Tanzania introduced the first phase of a plastic bag ban in 2017, which banned the production and “domestic distribution” of plastic bags of any kind. The second phase, which will take effect June 1, restricts the use of plastic bags for tourists.
In a statement released on May 16, the Tanzanian government extended the initial ban to include tourists, citing that “a special counter will be designated at all points of entry to drop off the plastic bags that visitors bring to Tanzania.” “ziploc” bags used to transport toiletries through airport security are also exempt from the ban if travelers take them home again.
The ban recognizes the need for plastic bags in some cases, including in the medical, industrial, construction and agricultural industries, as well as for sanitation and waste management reasons.
Africa without plastic
Tanzania is not the only African country to have introduced such a ban. More than 30 African countries have adopted similar bans, mostly in sub-Saharan Africa, according to National Geographic.
Kenya introduced a similar ban in 2017. The ban provided for the harshest penalties, with those responsible being sentenced to fines of up to $38 or four years in prison. However, the government did not consider alternatives, which led to “plastic cartels” that were involved in the delivery of plastic bags from neighboring countries. In addition, enforcement of the ban was unreliable. “The ban had to be drastic and tough, otherwise Kenyans would ignore it,” said Walibiya, a city activist. While further attempts to expand the ban have been unsuccessful, the country is aware of its responsibility to do more.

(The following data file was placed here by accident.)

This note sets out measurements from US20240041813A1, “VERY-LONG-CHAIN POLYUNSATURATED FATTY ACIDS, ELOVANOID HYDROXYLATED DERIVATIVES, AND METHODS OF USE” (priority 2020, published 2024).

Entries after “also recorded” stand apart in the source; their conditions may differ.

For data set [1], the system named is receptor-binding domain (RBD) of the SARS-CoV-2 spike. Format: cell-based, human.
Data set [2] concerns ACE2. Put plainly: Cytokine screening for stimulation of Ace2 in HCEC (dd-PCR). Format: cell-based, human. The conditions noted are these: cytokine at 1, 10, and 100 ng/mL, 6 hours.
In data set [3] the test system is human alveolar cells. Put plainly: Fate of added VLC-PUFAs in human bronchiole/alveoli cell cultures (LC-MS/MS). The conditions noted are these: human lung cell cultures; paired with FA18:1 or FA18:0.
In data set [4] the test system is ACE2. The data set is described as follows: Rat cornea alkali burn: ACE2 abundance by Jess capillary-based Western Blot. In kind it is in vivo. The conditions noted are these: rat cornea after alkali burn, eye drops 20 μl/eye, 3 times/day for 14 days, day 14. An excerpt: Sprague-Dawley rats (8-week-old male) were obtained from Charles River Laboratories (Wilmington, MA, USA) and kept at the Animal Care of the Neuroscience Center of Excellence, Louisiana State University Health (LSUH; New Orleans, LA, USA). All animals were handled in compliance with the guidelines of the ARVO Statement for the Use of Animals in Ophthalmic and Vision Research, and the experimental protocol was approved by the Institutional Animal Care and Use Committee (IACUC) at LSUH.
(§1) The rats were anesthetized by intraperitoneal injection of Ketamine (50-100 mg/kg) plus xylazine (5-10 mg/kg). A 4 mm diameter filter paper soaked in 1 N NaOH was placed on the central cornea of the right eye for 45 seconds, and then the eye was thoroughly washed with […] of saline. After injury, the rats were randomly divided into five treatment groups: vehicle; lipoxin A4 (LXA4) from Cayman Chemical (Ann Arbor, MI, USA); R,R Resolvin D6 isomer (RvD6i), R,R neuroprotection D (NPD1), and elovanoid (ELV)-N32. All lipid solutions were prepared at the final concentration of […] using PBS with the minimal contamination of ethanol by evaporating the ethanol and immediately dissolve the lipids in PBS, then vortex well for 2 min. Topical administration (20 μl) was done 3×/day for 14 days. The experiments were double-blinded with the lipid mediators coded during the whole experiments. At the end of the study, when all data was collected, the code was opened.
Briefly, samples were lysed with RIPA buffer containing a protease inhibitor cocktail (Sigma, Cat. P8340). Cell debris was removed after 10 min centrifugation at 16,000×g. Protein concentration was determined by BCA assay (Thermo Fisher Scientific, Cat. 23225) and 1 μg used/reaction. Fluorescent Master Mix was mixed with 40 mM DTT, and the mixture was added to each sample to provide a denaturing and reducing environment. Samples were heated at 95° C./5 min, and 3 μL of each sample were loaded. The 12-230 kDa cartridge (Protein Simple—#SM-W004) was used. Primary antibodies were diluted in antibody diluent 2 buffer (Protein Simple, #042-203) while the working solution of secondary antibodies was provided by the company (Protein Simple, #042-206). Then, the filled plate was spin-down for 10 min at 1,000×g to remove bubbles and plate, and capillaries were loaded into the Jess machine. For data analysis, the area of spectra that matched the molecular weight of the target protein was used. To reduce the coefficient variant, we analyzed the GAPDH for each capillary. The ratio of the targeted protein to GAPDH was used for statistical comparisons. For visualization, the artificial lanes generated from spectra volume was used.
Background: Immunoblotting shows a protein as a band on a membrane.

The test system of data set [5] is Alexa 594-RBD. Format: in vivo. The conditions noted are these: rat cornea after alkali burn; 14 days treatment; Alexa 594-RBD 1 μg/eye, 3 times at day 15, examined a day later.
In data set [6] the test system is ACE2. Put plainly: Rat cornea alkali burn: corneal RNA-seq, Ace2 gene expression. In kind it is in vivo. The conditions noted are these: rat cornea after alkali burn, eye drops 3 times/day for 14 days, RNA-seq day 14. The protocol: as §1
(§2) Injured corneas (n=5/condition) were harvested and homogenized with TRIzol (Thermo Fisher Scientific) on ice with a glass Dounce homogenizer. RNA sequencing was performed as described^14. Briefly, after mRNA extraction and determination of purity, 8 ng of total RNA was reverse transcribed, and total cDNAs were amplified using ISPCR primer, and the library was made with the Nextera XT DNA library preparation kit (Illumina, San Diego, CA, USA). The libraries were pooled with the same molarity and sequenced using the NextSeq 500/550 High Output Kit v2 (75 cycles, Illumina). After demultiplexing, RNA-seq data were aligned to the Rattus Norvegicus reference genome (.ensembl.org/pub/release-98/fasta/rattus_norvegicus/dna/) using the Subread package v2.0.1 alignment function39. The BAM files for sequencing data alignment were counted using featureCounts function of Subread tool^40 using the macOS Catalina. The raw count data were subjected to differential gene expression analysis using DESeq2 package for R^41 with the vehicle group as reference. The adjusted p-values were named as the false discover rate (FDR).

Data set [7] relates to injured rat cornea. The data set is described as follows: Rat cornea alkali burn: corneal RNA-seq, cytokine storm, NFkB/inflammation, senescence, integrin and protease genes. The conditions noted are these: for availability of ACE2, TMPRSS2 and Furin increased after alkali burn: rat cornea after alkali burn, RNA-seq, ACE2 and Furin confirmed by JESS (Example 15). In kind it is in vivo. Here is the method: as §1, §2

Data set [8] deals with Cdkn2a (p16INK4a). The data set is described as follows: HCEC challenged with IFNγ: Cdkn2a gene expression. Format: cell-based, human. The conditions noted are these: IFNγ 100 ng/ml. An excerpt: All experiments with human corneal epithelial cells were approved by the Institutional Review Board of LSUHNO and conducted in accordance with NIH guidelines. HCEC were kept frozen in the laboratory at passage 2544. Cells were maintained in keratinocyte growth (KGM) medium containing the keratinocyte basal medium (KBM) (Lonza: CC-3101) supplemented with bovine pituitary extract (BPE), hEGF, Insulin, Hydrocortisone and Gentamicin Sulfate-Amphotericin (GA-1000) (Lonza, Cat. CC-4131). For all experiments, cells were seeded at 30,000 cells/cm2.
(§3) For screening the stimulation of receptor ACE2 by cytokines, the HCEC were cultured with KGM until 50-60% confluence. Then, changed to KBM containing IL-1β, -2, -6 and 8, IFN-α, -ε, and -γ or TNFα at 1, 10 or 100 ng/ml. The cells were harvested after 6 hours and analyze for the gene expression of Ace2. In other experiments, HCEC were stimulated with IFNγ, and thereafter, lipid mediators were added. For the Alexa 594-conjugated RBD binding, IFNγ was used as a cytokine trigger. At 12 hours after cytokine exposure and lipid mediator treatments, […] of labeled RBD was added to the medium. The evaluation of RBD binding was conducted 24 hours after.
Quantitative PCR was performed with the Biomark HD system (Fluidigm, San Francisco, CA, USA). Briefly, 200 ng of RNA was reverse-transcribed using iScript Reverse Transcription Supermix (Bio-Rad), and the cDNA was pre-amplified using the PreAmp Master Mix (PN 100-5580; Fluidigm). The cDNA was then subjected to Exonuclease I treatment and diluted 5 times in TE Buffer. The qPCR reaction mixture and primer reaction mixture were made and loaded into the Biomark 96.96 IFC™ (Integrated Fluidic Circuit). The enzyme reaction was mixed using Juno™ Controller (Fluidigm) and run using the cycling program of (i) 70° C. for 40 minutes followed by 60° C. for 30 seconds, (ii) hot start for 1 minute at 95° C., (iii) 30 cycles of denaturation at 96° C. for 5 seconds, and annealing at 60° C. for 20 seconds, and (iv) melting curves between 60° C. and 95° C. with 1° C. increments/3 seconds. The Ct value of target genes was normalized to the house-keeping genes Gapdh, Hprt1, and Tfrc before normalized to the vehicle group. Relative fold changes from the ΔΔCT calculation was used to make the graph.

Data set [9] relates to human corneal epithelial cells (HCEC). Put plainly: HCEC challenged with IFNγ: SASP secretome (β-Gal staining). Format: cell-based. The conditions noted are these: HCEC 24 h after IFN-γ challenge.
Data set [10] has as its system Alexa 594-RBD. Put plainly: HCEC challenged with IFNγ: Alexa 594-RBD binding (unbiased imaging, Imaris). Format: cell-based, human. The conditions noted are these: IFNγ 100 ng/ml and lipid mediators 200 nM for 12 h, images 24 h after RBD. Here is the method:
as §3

Geoffrey Wahungu, Director General of the National Environment Authority of Kenya, said: “Now everyone is watching Kenya because of the bold step we have taken. We don’t look back.”
Rwanda is also hard at work on the environmental issue. She aims to be the first plastic-free country, and her efforts are being recognized. The UN named the capital Kigali the cleanest city on the African continent, “thanks in part to a 2008 ban on non-biodegradable plastic.”